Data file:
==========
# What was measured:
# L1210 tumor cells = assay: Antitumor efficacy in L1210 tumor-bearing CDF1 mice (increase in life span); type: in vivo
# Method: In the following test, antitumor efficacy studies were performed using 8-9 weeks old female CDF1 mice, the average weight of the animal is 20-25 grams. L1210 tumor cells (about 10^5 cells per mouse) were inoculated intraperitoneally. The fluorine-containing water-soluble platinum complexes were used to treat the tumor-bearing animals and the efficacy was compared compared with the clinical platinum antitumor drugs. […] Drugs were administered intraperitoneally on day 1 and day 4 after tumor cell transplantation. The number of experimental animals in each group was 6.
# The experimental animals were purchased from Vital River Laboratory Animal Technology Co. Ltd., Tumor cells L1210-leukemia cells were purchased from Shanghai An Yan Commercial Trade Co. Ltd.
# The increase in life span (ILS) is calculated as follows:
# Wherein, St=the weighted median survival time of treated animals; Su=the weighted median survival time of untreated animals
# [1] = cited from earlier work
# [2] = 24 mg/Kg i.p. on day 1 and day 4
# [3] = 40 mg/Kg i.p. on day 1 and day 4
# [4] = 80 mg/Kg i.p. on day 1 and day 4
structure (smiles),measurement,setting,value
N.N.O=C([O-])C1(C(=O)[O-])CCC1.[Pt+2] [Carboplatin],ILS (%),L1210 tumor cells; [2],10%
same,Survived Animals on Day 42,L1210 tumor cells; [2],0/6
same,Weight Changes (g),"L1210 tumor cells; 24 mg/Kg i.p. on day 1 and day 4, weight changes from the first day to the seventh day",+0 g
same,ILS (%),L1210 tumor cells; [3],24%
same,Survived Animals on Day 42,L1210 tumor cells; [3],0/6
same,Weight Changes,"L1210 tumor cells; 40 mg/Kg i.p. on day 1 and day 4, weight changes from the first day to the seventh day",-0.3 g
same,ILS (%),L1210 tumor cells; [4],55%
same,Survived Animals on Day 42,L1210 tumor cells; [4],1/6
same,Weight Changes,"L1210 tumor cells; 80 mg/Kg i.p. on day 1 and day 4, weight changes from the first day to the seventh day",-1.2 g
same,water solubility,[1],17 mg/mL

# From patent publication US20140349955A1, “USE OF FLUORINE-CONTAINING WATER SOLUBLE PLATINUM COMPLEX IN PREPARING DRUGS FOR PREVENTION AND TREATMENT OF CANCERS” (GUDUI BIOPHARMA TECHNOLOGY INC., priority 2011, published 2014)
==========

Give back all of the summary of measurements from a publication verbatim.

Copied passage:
# What was measured:
# L1210 tumor cells = assay: Antitumor efficacy in L1210 tumor-bearing CDF1 mice (increase in life span); type: in vivo
# Method: In the following test, antitumor efficacy studies were performed using 8-9 weeks old female CDF1 mice, the average weight of the animal is 20-25 grams. L1210 tumor cells (about 10^5 cells per mouse) were inoculated intraperitoneally. The fluorine-containing water-soluble platinum complexes were used to treat the tumor-bearing animals and the efficacy was compared compared with the clinical platinum antitumor drugs. […] Drugs were administered intraperitoneally on day 1 and day 4 after tumor cell transplantation. The number of experimental animals in each group was 6.
# The experimental animals were purchased from Vital River Laboratory Animal Technology Co. Ltd., Tumor cells L1210-leukemia cells were purchased from Shanghai An Yan Commercial Trade Co. Ltd.
# The increase in life span (ILS) is calculated as follows:
# Wherein, St=the weighted median survival time of treated animals; Su=the weighted median survival time of untreated animals
# [1] = cited from earlier work
# [2] = 24 mg/Kg i.p. on day 1 and day 4
# [3] = 40 mg/Kg i.p. on day 1 and day 4
# [4] = 80 mg/Kg i.p. on day 1 and day 4
structure (smiles),measurement,setting,value
N.N.O=C([O-])C1(C(=O)[O-])CCC1.[Pt+2] [Carboplatin],ILS (%),L1210 tumor cells; [2],10%
same,Survived Animals on Day 42,L1210 tumor cells; [2],0/6
same,Weight Changes (g),"L1210 tumor cells; 24 mg/Kg i.p. on day 1 and day 4, weight changes from the first day to the seventh day",+0 g
same,ILS (%),L1210 tumor cells; [3],24%
same,Survived Animals on Day 42,L1210 tumor cells; [3],0/6
same,Weight Changes,"L1210 tumor cells; 40 mg/Kg i.p. on day 1 and day 4, weight changes from the first day to the seventh day",-0.3 g
same,ILS (%),L1210 tumor cells; [4],55%
same,Survived Animals on Day 42,L1210 tumor cells; [4],1/6
same,Weight Changes,"L1210 tumor cells; 80 mg/Kg i.p. on day 1 and day 4, weight changes from the first day to the seventh day",-1.2 g
same,water solubility,[1],17 mg/mL

# From patent publication US20140349955A1, “USE OF FLUORINE-CONTAINING WATER SOLUBLE PLATINUM COMPLEX IN PREPARING DRUGS FOR PREVENTION AND TREATMENT OF CANCERS” (GUDUI BIOPHARMA TECHNOLOGY INC., priority 2011, published 2014)